4. Concerns about brokers and agents are legitimate, but there is more to consider.
Most states contend that the MLR is squeezing broker commissions and jobs, and then they submit some supporting comments from brokerage firms. That's not the way to go.
In denying Delaware's waiver application, CMS noted that eight out of nine Delaware issuers that reported data to the National Association of Health Insurance Underwriters didn't reduce broker commissions between 2010 and 2011.
And keep in mind that the CMS standard is that consumers must simply have adequate access to brokers and agents. Just because commissions fall and jobs disappear doesn't mean access changes.
By the way, broker commissions may not be an issue much longer. In Congress the MLR is about as popular as the Independent Payment Advisory Board. House members have held a series of hearings about the MLR's negative effect on broker jobs and commissions. At issue is the inclusion of the fees in the 15% to 20% non-claims or administrative costs category. Brokers have lobbied hard to get Congress to step in and make the change and two bills, HR 1206 and S 2068 will do just that.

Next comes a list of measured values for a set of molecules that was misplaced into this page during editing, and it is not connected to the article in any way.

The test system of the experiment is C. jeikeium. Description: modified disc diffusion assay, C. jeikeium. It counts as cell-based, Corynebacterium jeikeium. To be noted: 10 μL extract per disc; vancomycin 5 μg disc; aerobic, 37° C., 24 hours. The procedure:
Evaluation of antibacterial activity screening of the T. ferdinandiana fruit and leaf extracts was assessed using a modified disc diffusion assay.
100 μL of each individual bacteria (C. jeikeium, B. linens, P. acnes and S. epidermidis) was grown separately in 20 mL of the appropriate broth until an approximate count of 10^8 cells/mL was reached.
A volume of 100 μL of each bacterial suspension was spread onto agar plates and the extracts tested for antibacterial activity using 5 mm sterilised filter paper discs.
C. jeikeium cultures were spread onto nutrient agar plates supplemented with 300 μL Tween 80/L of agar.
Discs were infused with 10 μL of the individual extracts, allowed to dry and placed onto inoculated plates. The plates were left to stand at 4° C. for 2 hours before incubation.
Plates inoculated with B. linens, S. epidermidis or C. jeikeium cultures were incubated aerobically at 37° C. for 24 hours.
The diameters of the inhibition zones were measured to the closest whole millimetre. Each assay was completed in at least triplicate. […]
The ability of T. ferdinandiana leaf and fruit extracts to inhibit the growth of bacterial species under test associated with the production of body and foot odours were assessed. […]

So now it's on to the 2012 requests, which should begin arriving at CMS sometime after April 1. Most states contacted by HealthLeaders Media said it was too early to release any information on a potential waiver request, but I'll be keeping an eye on all those states during the next round.